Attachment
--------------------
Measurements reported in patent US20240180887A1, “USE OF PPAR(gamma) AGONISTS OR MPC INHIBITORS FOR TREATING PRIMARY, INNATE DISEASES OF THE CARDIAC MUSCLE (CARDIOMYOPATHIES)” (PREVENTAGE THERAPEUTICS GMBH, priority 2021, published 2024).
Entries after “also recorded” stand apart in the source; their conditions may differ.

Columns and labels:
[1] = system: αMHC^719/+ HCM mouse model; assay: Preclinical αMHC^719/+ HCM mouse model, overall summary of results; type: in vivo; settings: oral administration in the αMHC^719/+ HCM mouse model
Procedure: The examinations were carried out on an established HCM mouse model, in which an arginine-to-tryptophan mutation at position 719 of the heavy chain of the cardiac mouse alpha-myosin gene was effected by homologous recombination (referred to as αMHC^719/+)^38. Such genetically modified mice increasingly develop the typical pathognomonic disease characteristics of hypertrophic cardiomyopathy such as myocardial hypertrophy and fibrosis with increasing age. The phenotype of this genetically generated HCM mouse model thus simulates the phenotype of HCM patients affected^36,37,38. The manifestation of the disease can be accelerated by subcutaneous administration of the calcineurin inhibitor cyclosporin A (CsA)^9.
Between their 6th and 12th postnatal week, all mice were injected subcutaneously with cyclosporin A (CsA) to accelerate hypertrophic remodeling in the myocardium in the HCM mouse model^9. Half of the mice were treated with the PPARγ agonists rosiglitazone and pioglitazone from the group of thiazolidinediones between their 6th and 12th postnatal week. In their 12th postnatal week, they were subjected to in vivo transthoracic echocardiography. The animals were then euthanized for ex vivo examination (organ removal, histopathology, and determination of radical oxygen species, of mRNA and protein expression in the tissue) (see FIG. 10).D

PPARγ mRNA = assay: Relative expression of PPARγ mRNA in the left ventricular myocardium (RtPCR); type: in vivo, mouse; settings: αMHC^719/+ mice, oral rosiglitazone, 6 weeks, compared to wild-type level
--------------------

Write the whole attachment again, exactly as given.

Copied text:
Measurements reported in patent US20240180887A1, “USE OF PPAR(gamma) AGONISTS OR MPC INHIBITORS FOR TREATING PRIMARY, INNATE DISEASES OF THE CARDIAC MUSCLE (CARDIOMYOPATHIES)” (PREVENTAGE THERAPEUTICS GMBH, priority 2021, published 2024).
Entries after “also recorded” stand apart in the source; their conditions may differ.

Columns and labels:
[1] = system: αMHC^719/+ HCM mouse model; assay: Preclinical αMHC^719/+ HCM mouse model, overall summary of results; type: in vivo; settings: oral administration in the αMHC^719/+ HCM mouse model
Procedure: The examinations were carried out on an established HCM mouse model, in which an arginine-to-tryptophan mutation at position 719 of the heavy chain of the cardiac mouse alpha-myosin gene was effected by homologous recombination (referred to as αMHC^719/+)^38. Such genetically modified mice increasingly develop the typical pathognomonic disease characteristics of hypertrophic cardiomyopathy such as myocardial hypertrophy and fibrosis with increasing age. The phenotype of this genetically generated HCM mouse model thus simulates the phenotype of HCM patients affected^36,37,38. The manifestation of the disease can be accelerated by subcutaneous administration of the calcineurin inhibitor cyclosporin A (CsA)^9.
Between their 6th and 12th postnatal week, all mice were injected subcutaneously with cyclosporin A (CsA) to accelerate hypertrophic remodeling in the myocardium in the HCM mouse model^9. Half of the mice were treated with the PPARγ agonists rosiglitazone and pioglitazone from the group of thiazolidinediones between their 6th and 12th postnatal week. In their 12th postnatal week, they were subjected to in vivo transthoracic echocardiography. The animals were then euthanized for ex vivo examination (organ removal, histopathology, and determination of radical oxygen species, of mRNA and protein expression in the tissue) (see FIG. 10).D

PPARγ mRNA = assay: Relative expression of PPARγ mRNA in the left ventricular myocardium (RtPCR); type: in vivo, mouse; settings: αMHC^719/+ mice, oral rosiglitazone, 6 weeks, compared to wild-type level